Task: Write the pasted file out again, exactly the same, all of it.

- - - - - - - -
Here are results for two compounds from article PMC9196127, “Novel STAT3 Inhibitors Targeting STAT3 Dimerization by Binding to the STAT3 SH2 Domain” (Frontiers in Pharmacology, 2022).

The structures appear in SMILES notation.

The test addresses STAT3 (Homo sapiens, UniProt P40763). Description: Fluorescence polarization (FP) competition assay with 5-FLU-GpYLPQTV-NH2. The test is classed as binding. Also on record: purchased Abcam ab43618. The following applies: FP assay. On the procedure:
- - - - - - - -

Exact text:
Here are results for two compounds from article PMC9196127, “Novel STAT3 Inhibitors Targeting STAT3 Dimerization by Binding to the STAT3 SH2 Domain” (Frontiers in Pharmacology, 2022).

The structures appear in SMILES notation.

The test addresses STAT3 (Homo sapiens, UniProt P40763). Description: Fluorescence polarization (FP) competition assay with 5-FLU-GpYLPQTV-NH2. The test is classed as binding. Also on record: purchased Abcam ab43618. The following applies: FP assay. On the procedure: